Cali Owings, Published October 04 2013
NDSU will lose its ROTC programFARGO – North Dakota State University will close its Army Reserve Officer Training Corps. program by the end of the 2014-15 academic year, school officials announced Friday.
Many of the program’s younger students who won’t graduate before then face a difficult choice: transfer to another school or find another way to pay for college.
Army Lt. Col. Ted Preister, who oversees the Army ROTC program at NDSU, said he broke the news to his cadets, known as the “Bison Battalion,” on Thursday night.
In the last two years, 30 percent of Bison Battalion cadets earned the distinguished military graduate honor, signifying they are among the top 20 percent of Army ROTC cadets in the nation.
The school was notified in a letter from the Army that it was among 13 programs of 273 nationwide that will be eliminated.
Despite the 93-year-old program’s successes, the Army is closing programs that produce the fewest graduates in an effort to be more efficient with resources.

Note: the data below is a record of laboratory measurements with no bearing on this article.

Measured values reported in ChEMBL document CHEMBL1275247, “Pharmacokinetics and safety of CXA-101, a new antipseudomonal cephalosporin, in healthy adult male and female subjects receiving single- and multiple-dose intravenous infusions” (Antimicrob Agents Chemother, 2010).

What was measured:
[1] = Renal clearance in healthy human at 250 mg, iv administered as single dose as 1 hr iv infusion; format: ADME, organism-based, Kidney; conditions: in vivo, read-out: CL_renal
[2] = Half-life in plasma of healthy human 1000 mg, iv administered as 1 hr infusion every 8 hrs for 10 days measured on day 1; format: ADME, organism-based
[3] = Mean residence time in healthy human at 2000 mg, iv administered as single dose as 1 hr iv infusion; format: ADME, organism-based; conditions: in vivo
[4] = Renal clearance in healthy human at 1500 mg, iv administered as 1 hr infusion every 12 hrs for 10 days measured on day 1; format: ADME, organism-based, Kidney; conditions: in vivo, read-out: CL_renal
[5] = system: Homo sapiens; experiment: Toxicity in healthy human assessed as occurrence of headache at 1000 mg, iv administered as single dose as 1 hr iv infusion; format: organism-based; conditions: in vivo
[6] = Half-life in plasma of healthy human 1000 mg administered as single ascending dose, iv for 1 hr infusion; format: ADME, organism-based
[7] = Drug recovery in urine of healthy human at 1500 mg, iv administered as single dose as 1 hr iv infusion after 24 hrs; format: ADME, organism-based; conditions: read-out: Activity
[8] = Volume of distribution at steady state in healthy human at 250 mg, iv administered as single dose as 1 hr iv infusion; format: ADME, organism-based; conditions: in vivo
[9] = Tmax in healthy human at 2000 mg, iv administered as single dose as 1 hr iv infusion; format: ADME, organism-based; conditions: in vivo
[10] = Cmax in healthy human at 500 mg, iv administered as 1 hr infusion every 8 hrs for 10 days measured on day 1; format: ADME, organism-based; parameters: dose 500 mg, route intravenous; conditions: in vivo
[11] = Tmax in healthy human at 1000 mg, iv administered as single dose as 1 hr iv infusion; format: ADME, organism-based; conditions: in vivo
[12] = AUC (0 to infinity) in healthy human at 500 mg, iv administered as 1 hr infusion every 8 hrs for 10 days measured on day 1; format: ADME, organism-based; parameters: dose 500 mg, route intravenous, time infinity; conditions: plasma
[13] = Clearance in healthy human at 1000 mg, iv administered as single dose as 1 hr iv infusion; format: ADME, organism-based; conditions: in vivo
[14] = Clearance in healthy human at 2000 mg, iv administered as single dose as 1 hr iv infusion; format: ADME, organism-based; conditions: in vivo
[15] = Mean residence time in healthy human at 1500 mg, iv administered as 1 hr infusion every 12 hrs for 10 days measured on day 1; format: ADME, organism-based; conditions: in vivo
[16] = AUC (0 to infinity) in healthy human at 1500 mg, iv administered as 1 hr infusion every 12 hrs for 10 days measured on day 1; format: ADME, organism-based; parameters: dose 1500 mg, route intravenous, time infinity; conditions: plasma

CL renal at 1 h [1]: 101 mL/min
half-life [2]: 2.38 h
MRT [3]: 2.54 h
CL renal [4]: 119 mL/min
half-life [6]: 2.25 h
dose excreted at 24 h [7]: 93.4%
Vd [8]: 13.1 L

Options for students
There are 72 students enrolled in NDSU’s Army ROTC program through the Tri-College University, which also includes Concordia College and Minnesota State University Moorhead. While 33 of those students are expected to graduate before the program’s closure, the remaining 39 students will have the option to transfer to another school that offers Army ROTC.
Members who are also in the North Dakota National Guard can continue to have their education paid for at NDSU after the program’s closure.
Preister said he’s meeting with each of his students one-on-one to discuss options and to find the right program for each cadet.
He said based on his experience with all of the young men and women in program, most will choose to complete the Army ROTC program elsewhere where they’ll be commissioned as an Army lieutenant upon graduation.
Regionally, students could choose to attend the University of North Dakota, Minnesota State University Mankato, St. John’s University or the University of Minnesota where Army ROTC programs remain open.
Preister will help students identify and apply to other programs that are a good fit for the majors they want to pursue and their personality.
“It will be a personal failure if I don’t get each of them to the right place and I am not going to let that happen,” Preister said.
The five Army-employed ROTC program staff members, including Preister, will be reassigned unless they find different jobs or retire.
Readers can reach Forum reporter
Cali Owings at (701) 241-5599